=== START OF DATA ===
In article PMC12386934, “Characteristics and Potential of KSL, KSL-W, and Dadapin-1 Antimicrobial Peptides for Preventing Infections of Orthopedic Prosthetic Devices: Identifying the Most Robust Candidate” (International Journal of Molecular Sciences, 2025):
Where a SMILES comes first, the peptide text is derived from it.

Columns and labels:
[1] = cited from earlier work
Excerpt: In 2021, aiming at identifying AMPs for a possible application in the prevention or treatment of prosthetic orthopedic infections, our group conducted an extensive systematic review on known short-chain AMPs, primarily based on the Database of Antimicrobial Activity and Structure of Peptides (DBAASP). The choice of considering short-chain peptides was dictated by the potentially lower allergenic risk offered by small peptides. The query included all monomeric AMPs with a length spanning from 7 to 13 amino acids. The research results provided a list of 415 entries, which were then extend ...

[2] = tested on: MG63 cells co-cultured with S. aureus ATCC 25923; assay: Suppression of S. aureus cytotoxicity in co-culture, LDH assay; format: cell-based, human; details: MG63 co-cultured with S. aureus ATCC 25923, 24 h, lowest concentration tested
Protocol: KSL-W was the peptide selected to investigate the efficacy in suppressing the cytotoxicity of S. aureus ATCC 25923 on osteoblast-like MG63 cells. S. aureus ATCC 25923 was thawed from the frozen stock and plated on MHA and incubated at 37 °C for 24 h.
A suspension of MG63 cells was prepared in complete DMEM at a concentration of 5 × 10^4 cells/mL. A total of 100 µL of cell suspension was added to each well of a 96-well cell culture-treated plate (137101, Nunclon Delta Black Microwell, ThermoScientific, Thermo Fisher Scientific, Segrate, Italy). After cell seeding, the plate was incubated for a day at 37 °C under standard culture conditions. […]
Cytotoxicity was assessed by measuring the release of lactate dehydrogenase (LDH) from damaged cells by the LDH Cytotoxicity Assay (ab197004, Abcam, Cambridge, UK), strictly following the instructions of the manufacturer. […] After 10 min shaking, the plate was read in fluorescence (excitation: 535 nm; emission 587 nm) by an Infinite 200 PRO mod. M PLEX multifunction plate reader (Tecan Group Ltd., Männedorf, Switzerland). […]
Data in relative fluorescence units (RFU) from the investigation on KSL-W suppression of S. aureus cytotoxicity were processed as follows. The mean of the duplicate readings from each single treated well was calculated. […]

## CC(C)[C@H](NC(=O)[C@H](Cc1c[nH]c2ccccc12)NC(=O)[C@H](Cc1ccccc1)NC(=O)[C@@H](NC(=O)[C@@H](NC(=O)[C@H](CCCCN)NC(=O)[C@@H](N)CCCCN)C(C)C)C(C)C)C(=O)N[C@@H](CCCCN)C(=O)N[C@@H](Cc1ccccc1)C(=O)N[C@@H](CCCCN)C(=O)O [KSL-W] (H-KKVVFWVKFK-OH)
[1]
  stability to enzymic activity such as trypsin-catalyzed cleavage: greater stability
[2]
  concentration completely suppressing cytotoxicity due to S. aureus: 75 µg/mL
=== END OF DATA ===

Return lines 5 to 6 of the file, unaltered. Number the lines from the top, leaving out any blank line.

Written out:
Excerpt: In 2021, aiming at identifying AMPs for a possible application in the prevention or treatment of prosthetic orthopedic infections, our group conducted an extensive systematic review on known short-chain AMPs, primarily based on the Database of Antimicrobial Activity and Structure of Peptides (DBAASP). The choice of considering short-chain peptides was dictated by the potentially lower allergenic risk offered by small peptides. The query included all monomeric AMPs with a length spanning from 7 to 13 amino acids. The research results provided a list of 415 entries, which were then extend ...

[2] = tested on: MG63 cells co-cultured with S. aureus ATCC 25923; assay: Suppression of S. aureus cytotoxicity in co-culture, LDH assay; format: cell-based, human; details: MG63 co-cultured with S. aureus ATCC 25923, 24 h, lowest concentration tested